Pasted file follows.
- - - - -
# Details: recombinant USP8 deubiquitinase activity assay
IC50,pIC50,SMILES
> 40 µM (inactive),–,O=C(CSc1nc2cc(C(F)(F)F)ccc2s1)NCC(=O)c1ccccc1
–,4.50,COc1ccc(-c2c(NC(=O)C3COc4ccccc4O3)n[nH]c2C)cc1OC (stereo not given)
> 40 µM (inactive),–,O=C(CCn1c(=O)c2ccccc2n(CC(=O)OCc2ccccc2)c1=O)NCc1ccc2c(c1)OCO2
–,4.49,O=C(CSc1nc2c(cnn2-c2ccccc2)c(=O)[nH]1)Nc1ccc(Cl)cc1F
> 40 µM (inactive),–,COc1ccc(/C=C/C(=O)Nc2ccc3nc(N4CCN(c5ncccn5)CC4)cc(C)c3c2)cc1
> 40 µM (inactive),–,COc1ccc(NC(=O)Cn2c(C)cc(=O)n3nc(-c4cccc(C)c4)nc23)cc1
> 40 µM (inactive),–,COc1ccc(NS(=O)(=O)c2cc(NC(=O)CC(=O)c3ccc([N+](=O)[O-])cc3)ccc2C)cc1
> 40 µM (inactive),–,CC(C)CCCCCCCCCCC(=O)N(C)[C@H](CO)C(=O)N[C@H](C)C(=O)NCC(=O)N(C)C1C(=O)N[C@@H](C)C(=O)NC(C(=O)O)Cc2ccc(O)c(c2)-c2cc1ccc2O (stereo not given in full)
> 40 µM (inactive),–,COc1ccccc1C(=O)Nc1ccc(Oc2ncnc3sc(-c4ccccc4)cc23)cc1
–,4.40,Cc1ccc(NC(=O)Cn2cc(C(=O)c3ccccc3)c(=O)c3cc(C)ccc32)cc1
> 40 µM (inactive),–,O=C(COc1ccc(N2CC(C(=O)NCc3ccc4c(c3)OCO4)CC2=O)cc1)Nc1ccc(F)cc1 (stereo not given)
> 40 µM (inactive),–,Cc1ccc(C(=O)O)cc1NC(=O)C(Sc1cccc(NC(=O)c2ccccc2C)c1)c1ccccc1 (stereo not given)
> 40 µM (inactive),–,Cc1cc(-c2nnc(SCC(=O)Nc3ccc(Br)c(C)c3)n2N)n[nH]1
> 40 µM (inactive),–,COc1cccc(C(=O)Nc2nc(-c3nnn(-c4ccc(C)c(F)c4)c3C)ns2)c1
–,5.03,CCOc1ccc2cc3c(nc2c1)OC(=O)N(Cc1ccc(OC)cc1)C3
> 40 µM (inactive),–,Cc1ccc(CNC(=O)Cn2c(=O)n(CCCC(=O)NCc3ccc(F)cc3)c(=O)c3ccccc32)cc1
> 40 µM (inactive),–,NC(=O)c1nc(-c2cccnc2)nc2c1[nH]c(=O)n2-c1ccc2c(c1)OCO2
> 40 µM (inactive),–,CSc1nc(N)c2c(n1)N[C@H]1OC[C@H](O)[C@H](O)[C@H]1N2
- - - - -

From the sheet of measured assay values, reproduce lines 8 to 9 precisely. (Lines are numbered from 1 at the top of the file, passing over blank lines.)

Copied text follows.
> 40 µM (inactive),–,COc1ccc(NC(=O)Cn2c(C)cc(=O)n3nc(-c4cccc(C)c4)nc23)cc1
> 40 µM (inactive),–,COc1ccc(NS(=O)(=O)c2cc(NC(=O)CC(=O)c3ccc([N+](=O)[O-])cc3)ccc2C)cc1